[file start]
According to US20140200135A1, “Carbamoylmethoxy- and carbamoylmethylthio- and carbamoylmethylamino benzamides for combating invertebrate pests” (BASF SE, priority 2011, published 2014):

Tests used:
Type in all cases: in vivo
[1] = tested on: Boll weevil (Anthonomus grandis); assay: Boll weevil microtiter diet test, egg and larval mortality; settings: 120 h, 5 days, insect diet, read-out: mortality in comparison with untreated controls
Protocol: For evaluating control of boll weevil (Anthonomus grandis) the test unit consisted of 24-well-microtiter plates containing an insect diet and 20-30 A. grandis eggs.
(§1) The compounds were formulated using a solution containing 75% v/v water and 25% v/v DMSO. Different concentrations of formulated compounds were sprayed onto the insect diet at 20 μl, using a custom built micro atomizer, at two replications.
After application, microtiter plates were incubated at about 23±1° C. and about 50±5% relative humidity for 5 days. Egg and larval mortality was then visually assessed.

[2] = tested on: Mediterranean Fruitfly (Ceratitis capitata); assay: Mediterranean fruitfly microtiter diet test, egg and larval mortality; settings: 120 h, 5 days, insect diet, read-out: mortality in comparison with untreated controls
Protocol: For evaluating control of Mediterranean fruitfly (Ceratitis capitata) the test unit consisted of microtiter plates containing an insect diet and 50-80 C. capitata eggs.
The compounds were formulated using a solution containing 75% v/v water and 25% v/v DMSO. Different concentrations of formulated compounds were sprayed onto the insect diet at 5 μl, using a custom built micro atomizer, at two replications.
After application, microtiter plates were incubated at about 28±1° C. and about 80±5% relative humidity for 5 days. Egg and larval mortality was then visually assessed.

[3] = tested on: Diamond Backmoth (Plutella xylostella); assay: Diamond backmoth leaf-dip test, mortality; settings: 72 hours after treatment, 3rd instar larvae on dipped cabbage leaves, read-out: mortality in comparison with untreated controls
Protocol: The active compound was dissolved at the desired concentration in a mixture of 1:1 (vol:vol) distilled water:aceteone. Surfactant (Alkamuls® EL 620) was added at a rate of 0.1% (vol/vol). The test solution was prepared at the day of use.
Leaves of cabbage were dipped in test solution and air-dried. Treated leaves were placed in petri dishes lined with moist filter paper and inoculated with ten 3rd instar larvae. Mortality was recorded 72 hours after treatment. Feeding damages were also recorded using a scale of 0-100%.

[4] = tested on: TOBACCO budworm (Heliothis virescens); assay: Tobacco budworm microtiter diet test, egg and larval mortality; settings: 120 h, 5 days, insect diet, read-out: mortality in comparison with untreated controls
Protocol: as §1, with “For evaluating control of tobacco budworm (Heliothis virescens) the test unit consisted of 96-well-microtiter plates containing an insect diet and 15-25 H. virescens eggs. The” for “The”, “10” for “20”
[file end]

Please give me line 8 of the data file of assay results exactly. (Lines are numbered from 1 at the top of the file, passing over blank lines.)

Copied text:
[2] = tested on: Mediterranean Fruitfly (Ceratitis capitata); assay: Mediterranean fruitfly microtiter diet test, egg and larval mortality; settings: 120 h, 5 days, insect diet, read-out: mortality in comparison with untreated controls